Every investor in Prime Mining Corp. (CVE:PRYM) should be aware of the most powerful shareholder groups. Institutions will often hold stock in bigger companies, and we expect to see insiders owning a noticeable percentage of the smaller ones. Warren Buffett said that he likes "a business with enduring competitive advantages that is run by able and owner-oriented people." So it's nice to see some insider ownership, because it may suggest that management is owner-oriented.
With a market capitalization of CA$28m, Prime Mining is a small cap stock, so it might not be well known by many institutional investors. In the chart below, we can see that institutions don't own many shares in the company. We can zoom in on the different ownership groups, to learn more about Prime Mining.
What Does The Institutional Ownership Tell Us About Prime Mining?
Many institutions measure their performance against an index that approximates the local market. So they usually pay more attention to companies that are included in major indices.
Institutions own less than 5% of Prime Mining. That indicates that the company is on the radar of some funds, but it isn't particularly popular with professional investors at the moment. If the business gets stronger from here, we could see a situation where more institutions are keen to buy. When multiple institutional investors want to buy shares, we often see a rising share price. The past revenue trajectory (shown below) can be an indication of future growth, but there are no guarantees.
Hedge funds don't have many shares in Prime Mining. The company's largest shareholder is Minera Alamos Inc., with ownership of 10%, With 6.6% and 4.9% of the shares outstanding respectively, Andrew Bowering and Commodity Capital AG are the second and third largest shareholders. Andrew Bowering also happens to hold the title of Chief Executive Officer.
A deeper look at our ownership data shows that the top 11 shareholders collectively hold less than 50% of the register, suggesting a large group of small holders where no one share holder has a majority.
While it makes sense to study institutional ownership data for a company, it also makes sense to study analyst sentiments to know which way the wind is blowing. As far I can tell there isn't analyst coverage of the company, so it is probably flying under the radar.
Insider Ownership Of Prime Mining
The definition of an insider can differ slightly between different countries, but members of the board of directors always count. The company management answer to the board; and the latter should represent the interests of shareholders. Notably, sometimes top-level managers are on the board, themselves.
Most consider insider ownership a positive because it can indicate the board is well aligned with other shareholders. However, on some occasions too much power is concentrated within this group.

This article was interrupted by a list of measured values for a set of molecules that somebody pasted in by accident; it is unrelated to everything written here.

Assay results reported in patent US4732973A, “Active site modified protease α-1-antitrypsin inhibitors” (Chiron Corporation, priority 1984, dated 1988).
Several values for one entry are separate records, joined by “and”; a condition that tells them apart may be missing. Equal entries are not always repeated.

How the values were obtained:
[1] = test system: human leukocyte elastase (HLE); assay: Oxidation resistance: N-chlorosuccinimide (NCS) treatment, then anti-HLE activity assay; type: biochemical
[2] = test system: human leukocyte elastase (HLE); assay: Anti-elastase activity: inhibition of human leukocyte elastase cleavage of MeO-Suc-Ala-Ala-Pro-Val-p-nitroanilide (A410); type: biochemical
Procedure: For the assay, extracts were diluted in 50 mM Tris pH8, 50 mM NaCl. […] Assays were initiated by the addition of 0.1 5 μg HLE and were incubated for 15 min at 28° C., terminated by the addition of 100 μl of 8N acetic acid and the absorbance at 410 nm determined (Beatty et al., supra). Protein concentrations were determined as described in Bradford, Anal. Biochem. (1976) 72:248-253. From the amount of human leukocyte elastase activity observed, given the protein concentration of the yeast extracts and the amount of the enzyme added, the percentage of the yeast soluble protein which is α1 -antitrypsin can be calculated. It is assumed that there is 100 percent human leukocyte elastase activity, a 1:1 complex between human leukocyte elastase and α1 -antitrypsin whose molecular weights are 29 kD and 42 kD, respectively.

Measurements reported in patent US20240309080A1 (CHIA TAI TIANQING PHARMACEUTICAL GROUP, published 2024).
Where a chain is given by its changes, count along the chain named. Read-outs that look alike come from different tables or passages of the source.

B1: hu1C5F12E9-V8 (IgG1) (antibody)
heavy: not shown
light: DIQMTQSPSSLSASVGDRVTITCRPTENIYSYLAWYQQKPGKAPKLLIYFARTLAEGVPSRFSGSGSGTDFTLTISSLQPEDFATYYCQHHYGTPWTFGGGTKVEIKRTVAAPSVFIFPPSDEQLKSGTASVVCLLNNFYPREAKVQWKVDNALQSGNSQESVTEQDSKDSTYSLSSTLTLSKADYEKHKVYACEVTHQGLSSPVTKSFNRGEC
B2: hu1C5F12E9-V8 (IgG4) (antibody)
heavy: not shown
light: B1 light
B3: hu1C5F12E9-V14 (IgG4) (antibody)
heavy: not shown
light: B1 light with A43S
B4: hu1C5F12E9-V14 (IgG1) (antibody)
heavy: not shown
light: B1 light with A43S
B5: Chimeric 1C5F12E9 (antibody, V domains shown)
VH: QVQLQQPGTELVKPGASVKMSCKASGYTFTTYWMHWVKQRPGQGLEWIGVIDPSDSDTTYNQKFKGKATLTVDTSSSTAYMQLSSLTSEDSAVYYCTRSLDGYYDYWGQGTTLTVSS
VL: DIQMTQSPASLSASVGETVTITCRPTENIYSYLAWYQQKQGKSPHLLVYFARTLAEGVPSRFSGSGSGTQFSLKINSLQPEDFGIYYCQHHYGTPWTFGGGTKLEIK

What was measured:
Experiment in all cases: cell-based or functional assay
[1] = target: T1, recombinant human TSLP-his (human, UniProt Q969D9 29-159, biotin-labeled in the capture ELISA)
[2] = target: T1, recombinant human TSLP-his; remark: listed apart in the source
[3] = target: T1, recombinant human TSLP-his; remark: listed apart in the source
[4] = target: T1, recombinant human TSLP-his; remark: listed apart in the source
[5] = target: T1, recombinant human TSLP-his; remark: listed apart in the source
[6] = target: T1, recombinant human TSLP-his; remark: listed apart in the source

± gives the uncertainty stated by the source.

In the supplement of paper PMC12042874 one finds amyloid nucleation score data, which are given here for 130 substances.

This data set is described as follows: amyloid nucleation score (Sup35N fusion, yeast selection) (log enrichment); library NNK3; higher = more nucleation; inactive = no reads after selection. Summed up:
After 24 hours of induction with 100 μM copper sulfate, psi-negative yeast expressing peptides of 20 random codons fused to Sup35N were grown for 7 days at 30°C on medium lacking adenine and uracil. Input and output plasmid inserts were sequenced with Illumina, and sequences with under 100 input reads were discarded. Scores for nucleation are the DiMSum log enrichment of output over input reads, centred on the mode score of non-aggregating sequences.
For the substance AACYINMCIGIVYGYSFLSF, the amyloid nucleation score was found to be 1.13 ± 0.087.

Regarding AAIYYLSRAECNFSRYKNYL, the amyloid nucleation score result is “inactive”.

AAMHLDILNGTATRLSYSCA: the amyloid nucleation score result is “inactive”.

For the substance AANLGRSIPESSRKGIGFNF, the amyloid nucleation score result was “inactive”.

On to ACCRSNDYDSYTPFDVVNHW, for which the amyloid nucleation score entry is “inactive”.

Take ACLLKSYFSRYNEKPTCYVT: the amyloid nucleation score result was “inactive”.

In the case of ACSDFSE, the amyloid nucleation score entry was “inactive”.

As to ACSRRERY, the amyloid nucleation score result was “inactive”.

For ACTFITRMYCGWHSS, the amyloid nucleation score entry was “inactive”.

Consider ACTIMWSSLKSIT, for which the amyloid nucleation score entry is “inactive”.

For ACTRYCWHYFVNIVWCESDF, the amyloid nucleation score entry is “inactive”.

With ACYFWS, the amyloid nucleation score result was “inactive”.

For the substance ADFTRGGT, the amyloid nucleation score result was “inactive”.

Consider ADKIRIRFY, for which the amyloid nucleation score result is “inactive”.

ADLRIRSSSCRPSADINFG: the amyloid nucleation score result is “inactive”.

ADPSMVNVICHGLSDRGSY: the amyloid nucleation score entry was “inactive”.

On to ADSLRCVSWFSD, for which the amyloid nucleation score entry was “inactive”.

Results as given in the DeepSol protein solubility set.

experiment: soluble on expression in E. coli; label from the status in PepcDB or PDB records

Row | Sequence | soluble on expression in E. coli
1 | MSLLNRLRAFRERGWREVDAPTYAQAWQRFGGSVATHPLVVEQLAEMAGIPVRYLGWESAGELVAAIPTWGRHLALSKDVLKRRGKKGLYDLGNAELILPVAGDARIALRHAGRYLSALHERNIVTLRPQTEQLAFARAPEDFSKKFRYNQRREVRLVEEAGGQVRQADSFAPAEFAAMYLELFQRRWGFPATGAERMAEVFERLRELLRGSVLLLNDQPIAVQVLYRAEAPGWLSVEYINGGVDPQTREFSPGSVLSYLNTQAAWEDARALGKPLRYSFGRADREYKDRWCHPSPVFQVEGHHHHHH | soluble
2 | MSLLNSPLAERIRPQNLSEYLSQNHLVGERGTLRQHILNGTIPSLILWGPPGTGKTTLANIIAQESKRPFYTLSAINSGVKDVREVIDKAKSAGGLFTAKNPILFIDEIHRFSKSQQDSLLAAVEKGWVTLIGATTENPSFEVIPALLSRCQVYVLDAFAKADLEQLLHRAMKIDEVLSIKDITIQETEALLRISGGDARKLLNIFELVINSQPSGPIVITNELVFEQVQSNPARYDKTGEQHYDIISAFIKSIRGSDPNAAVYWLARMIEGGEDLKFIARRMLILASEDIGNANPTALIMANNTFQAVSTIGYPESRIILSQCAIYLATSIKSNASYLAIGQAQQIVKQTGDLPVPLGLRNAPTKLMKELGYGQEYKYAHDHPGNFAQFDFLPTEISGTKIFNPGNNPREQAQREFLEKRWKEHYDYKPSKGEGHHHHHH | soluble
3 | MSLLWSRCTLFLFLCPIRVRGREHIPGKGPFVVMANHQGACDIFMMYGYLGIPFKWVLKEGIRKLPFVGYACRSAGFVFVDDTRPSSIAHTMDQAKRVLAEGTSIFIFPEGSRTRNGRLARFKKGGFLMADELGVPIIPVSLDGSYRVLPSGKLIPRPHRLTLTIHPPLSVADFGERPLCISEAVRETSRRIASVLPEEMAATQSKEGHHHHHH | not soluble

Our most recent data indicates that insiders own some shares in Prime Mining Corp.. As individuals, the insiders collectively own CA$2.4m worth of the CA$28m company. Some would say this shows alignment of interests between shareholders and the board, though I generally prefer to see bigger insider holdings. But it might be worth checking if those insiders have been selling.
General Public Ownership
The general public -- mostly retail investors -- own 72% of Prime Mining. This level of ownership gives retail investors the power to sway key policy decisions such as board composition, executive compensation, and the dividend payout ratio.
Private Company Ownership
It seems that Private Companies own 3.8%, of the PRYM stock. Private companies may be related parties. Sometimes insiders have an interest in a public company through a holding in a private company, rather than in their own capacity as an individual. While it's hard to draw any broad stroke conclusions, it is worth noting as an area for further research.
Public Company Ownership
It appears to us that public companies own 10% of PRYM. We can't be certain, but this is quite possible this is a strategic stake. The businesses may be similar, or work together.
I find it very interesting to look at who exactly owns a company. But to truly gain insight, we need to consider other information, too. Be aware that Prime Mining is showing 6 warning signs in our investment analysis , and 3 of those shouldn't be ignored...
Of course this may not be the best stock to buy. So take a peek at this free free list of interesting companies.
NB: Figures in this article are calculated using data from the last twelve months, which refer to the 12-month period ending on the last date of the month the financial statement is dated. This may not be consistent with full year annual report figures.
If you spot an error that warrants correction, please contact the editor at firstname.lastname@example.org. This article by Simply Wall St is general in nature. It does not constitute a recommendation to buy or sell any stock, and does not take account of your objectives, or your financial situation. Simply Wall St has no position in the stocks mentioned.
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